"He is a very welcome breath of fresh air, who is not afraid or ashamed to stick to and forcefully agitate conservative principles and policy positions," said Keith Appell, a Republican political strategist. "He is a welcome change. He doesn't buy into the phony bipartisanship that Obama preaches but doesn't practice."
Despite the Republican opposition emanating from Capitol Hill, Cantor and Obama are developing a working relationship based on mutual respect, according to both Democrats and Republicans.
"The president has already, in a way, picked him out as a person he wants to have a better relationship with," said Rep. Kevin McCarthy, R-Calif., the chief deputy whip in the Republican caucus.
"They're close to the same age. They both have the same work ethic," McCarthy said. "Most importantly, he doesn't just tell the president 'no.' When he meets with the president he comes up with ideas. They might not agree all the time, but he's willing to be at the table to find a solution."
The boyish Cantor is in his fifth term representing Richmond and its environs, a congressional district that, as he likes to point out, was once represented by James Madison.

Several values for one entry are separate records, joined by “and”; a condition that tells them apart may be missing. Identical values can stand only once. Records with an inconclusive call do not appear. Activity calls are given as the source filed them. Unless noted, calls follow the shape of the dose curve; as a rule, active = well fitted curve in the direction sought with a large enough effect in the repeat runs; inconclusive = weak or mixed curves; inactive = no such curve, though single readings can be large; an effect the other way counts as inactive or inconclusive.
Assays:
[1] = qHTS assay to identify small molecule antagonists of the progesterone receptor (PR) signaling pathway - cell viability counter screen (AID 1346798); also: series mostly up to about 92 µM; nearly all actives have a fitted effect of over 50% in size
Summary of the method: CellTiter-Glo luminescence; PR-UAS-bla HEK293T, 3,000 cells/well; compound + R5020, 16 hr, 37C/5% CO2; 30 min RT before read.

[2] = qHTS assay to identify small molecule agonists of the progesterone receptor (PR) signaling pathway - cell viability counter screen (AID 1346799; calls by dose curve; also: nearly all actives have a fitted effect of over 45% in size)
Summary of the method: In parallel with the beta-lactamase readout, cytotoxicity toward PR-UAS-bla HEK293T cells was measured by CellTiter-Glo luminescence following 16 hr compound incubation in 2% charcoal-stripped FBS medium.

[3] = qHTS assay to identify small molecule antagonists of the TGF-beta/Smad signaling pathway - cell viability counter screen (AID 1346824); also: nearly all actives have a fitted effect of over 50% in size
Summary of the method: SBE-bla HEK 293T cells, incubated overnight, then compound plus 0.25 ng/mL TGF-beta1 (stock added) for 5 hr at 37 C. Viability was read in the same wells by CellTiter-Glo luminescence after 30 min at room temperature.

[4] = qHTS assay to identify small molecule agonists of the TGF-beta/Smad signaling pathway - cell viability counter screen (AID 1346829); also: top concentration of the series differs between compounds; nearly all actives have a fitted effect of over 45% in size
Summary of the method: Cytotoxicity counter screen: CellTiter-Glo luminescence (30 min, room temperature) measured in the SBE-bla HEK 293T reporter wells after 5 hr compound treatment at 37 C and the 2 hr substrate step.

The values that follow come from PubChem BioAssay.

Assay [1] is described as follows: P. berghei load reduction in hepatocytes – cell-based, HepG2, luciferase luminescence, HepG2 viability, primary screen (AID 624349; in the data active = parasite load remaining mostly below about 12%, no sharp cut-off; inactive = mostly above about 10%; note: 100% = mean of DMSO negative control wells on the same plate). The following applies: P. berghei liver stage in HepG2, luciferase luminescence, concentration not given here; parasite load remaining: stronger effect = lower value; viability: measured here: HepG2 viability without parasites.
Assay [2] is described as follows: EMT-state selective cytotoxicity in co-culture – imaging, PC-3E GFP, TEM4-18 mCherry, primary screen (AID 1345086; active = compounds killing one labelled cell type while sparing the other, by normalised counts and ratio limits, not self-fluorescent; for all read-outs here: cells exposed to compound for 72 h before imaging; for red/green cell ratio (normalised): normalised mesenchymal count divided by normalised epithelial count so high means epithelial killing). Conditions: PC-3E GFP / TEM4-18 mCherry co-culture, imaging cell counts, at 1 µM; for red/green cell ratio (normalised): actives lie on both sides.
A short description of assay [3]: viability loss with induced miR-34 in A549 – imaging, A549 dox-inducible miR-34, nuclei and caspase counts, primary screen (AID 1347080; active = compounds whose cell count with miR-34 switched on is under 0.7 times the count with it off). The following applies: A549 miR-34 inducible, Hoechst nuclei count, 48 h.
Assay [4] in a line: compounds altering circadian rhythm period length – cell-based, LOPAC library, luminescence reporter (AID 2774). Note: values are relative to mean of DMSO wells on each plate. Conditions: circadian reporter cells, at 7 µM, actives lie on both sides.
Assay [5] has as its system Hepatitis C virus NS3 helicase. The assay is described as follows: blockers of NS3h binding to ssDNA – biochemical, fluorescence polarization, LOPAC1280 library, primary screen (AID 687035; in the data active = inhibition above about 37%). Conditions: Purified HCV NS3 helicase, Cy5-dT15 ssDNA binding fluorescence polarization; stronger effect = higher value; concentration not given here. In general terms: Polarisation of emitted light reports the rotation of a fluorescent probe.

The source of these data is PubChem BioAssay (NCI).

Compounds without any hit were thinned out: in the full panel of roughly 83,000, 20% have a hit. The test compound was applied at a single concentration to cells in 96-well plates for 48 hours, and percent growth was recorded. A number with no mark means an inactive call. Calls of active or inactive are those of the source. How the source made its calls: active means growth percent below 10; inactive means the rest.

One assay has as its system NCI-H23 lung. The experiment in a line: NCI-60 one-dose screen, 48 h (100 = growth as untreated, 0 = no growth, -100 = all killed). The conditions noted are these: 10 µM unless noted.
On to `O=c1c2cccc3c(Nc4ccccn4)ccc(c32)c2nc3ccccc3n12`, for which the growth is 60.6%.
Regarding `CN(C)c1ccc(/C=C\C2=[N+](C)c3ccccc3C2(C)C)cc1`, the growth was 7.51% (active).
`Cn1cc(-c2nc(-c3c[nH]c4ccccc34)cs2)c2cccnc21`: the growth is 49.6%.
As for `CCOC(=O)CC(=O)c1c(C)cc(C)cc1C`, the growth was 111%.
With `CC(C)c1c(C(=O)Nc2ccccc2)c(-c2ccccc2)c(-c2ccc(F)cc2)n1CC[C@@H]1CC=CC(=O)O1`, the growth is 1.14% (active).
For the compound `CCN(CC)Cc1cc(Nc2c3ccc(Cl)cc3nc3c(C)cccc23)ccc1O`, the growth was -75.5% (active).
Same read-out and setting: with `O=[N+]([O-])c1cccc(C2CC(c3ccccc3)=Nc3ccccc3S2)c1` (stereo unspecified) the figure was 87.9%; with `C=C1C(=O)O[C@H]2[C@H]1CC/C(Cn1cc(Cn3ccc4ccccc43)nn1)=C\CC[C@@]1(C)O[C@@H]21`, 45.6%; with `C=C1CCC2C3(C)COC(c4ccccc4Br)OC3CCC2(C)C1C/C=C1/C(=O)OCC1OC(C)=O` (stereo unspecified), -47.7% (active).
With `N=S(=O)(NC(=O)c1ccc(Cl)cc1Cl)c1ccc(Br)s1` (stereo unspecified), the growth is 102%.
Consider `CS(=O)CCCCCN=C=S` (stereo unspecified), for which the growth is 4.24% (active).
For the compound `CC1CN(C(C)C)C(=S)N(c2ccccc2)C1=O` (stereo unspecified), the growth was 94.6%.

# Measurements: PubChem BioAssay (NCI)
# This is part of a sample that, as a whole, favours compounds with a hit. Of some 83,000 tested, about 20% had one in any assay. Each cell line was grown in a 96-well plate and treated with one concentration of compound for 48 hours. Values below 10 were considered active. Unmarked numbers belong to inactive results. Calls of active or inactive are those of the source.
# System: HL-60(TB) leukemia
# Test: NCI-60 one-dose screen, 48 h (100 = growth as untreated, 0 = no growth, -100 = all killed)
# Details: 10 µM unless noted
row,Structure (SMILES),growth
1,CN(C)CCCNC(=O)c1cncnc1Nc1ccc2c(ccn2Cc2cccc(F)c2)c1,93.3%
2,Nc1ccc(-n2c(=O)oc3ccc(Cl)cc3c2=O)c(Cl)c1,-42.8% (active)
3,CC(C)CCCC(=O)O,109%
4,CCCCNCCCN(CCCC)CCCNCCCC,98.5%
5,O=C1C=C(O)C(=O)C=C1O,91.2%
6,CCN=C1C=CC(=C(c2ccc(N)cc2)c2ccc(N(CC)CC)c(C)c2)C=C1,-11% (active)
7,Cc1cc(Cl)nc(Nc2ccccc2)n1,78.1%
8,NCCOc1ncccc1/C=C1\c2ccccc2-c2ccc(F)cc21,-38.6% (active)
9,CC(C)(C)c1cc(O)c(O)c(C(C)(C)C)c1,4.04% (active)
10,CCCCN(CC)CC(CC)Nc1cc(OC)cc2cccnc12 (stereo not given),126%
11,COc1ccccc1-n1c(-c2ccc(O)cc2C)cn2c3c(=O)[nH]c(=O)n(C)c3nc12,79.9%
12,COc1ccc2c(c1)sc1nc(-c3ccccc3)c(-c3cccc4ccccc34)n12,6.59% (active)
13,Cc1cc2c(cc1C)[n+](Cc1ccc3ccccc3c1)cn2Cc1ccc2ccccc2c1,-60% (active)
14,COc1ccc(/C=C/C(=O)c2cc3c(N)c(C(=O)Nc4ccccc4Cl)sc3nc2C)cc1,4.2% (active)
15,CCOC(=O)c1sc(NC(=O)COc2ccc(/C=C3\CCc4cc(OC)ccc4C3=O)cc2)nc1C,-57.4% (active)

Prolific Fundraiser and Policy Wonk
Cantor has long been known as one of the party's most prolific fundraisers, a policy wonk who is also one of the House's sharpest partisan voices. Last year, he vaulted to a measure of national prominence when he was publicly identified as a possible running mate for Sen. John McCain, R-Ariz.
He has also tangled frequently with Pelosi. In 2007, for example, he fanned a mini-controversy over Pelosi's use of a larger military jet than her predecessor utilized to take the California Democrat between Washington and her San Francisco congressional district. (The larger jet was actually put into service for security purposes, to allow non-stop flights ferrying the speaker coast-to-coast.)
But in the House, Cantor always maintained a good working relationship with Rahm Emanuel, a former top Pelosi deputy who is now Obama's chief of staff.